Los Angeles

Nikita Gale, DESCENT, 2018, HD video, color, sound, 8 minutes 21 seconds.

Nikita Gale, DESCENT, 2018, HD video, color, sound, 8 minutes 21 seconds.

Nikita Gale

Nikita Gale, DESCENT, 2018, HD video, color, sound, 8 minutes 21 seconds.

fuck transparency. Nikita Gale’s exhibition “DESCENT” was paced by a rhythmic guitar distortion and a stoic voice-over emanating from its namesake video. The title’s multiple reads—hereditary descent, angled descent, dissent—were part of Gale’s efforts throughout the show to scramble legibility, both visually and conceptually.

A long corridor lit green led to the gallery; the color, complementary to the occasional red glow of Gale’s video, left a blinding afterimage of the silhouetted shapes that obstructed the hallway’s other doorways. Gale had divided the main space with a series of improvised fortifications: The metal studs of an unfinished wall cut perpendicularly across the room in DESCENT SCREEN (all works, 2018) while caution-tape-like strips of towels and shirts partially dipped in concrete hung from metal wires, obstructing a pathway. Her improvisational use of these materials spoke to the ad hoc forms of blockades built by protesters with whatever they can get their hands on (pragmatically, symbolically), but the materials themselves gestured toward amateur soundproofing techniques (e.g., hanging towels to insulate a room). In the center of the relatively bare space, a bent-metal sculpture most directly referenced a barricade, and like many of the objects in the room—fragments of acoustic foam, a tire, and a mic stand, some of them partially transformed—it retained its cultural referents but seemed to function solely as “evidence” of its supposed use. As the artist noted, “These materials are shorthand for ideas.” Gale’s dividers staged a hostile environment, restricting the viewer from accessing some objects. Pushing up against the walls—co-opting them—the work encapsulated the space in its entirety. 

every two years my father tries to have a conversation with me. he usually calls me on my cell phone [sound drops] but this year he messaged me on facebook. DESCENT was projected on the gallery wall behind the temporary divider of metal studs. The video and its viewer were energized by a contagious beat and familiar, remixed music samples, but were also anchored by a calm and composed narrator. DESCENT is personal, autobiographical; it begins with the artist remarking that her estranged father has managed to find her on Facebook, his task made slightly more complicated since she stopped using his last name. In the same breath, the artist confesses she has not been transparent with us, her audience: Nikita Gale are her first and middle names. As she is about to state her surname, the video cuts to a bright-red screen, and the room is overwhelmed by the screeching sound of distortion. The redaction is visualized by an atomized white line whose particles flow in an unsteady stream, responding to the feedback, until they suddenly transform into a solid-white sound wave again and the voice-over resumes.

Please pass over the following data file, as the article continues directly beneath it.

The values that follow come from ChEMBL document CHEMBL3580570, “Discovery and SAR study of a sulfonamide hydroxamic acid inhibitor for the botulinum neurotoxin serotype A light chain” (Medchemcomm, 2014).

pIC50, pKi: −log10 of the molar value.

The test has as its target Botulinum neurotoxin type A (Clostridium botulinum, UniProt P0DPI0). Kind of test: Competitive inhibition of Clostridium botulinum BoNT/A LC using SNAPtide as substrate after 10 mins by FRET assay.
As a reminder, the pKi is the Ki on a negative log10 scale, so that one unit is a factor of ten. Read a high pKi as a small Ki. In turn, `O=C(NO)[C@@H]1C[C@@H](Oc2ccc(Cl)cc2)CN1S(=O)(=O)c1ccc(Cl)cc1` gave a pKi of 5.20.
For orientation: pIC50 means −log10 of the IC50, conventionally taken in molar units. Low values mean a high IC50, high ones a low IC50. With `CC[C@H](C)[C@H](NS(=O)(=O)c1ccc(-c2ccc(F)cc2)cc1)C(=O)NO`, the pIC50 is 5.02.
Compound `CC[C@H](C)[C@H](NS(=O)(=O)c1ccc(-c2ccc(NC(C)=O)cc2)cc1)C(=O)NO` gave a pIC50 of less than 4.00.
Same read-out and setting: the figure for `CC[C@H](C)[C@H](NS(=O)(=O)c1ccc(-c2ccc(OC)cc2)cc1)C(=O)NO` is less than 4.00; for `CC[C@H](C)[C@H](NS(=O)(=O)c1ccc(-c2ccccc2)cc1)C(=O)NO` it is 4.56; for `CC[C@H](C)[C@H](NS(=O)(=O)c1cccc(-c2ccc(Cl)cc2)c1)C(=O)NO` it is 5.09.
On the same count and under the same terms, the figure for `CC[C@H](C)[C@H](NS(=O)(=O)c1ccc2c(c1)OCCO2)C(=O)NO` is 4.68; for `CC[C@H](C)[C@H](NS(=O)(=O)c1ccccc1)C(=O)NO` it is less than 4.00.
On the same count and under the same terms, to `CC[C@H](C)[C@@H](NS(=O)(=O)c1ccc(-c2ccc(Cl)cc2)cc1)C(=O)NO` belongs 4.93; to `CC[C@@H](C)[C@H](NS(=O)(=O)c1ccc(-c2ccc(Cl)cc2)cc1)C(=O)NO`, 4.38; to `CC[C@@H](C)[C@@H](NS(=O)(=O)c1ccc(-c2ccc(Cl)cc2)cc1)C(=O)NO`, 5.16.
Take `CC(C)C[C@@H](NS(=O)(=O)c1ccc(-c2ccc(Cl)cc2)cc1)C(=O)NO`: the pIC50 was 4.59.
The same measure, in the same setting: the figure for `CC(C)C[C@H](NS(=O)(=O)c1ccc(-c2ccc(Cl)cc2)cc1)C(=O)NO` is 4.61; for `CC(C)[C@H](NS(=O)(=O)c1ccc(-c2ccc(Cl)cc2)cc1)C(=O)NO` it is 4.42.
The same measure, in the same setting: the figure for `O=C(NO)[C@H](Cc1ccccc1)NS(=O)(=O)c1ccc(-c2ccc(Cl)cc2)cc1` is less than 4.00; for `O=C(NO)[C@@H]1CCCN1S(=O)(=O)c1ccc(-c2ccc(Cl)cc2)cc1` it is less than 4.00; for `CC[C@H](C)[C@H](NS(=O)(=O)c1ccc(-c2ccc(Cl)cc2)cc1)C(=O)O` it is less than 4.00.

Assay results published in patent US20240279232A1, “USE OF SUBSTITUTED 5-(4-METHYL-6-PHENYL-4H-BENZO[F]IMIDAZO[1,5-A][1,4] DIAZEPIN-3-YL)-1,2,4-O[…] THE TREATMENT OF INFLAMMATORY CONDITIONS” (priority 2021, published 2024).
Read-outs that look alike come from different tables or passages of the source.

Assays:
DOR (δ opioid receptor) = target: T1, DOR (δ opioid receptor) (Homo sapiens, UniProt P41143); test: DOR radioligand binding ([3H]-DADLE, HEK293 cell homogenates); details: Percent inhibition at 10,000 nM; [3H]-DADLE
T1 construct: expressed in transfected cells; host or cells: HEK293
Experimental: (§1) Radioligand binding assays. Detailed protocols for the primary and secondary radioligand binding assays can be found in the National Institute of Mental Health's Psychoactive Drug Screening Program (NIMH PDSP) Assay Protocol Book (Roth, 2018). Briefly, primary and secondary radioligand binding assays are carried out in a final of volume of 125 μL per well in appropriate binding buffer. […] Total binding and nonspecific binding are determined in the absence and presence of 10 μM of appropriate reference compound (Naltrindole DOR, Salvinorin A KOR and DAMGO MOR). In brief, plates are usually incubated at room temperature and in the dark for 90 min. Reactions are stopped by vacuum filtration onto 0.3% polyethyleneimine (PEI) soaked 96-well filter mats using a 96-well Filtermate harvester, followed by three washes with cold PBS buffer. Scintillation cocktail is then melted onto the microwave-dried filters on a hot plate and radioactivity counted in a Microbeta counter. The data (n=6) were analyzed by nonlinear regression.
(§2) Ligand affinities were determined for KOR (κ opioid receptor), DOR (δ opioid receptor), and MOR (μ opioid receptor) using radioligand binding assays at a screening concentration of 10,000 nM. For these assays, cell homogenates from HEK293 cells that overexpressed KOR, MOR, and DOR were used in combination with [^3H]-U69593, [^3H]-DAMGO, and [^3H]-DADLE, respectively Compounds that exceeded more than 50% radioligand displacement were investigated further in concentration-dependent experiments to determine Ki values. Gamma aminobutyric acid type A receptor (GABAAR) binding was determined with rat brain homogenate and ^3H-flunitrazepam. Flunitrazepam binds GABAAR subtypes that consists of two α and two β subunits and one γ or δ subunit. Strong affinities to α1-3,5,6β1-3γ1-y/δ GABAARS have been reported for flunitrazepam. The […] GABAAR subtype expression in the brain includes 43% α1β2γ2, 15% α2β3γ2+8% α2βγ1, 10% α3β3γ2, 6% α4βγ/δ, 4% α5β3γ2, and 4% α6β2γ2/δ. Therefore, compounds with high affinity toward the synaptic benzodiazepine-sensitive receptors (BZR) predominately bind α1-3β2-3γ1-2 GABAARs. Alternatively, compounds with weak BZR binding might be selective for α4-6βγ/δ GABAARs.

you descend. you inherit. The word descent derives from French, as does the artist’s legal last name. But this name also represents the oppressive systems that designated her ancestors as being “of the little garden,” labeling them according to their functionality within the institution of slavery. Her video script-cum-manifesto includes the entirety of the governmental form for a legal name change and explains why she will not legitimize the system by following its procedures. She instead proposes to double her “social self” by providing one name for “the administrators of capital” and another for personal use, making herself less accessible, less traceable. In Poetics of Relation (first published in French in 1990), Édouard Glissant argues that every individual in society should have the latitude to choose not to be understood or decoded. Gale positions her doubling as an empowering opacity, to use a Glissantian term. She explains and enacts a form of resistance to contemporary technology’s aspirations toward transparency and to the systems that attempt to contain, control, and classify her.

you are experiencing a drop, an omission. When read in dialogue with the video, the nonfunctionality of the surrounding sculptures infuses them further with the poetry of being uncategorizable, of rejecting explanation; the objects remain skeptical of the capital that could be extracted from them, from their respective countercultures, or from the artist herself. The objects’ multiple, sometimes contradictory roles—as protective and restrictive structures—cultivate their opacity and stress the faults in the concept that legibility benefits those who are read.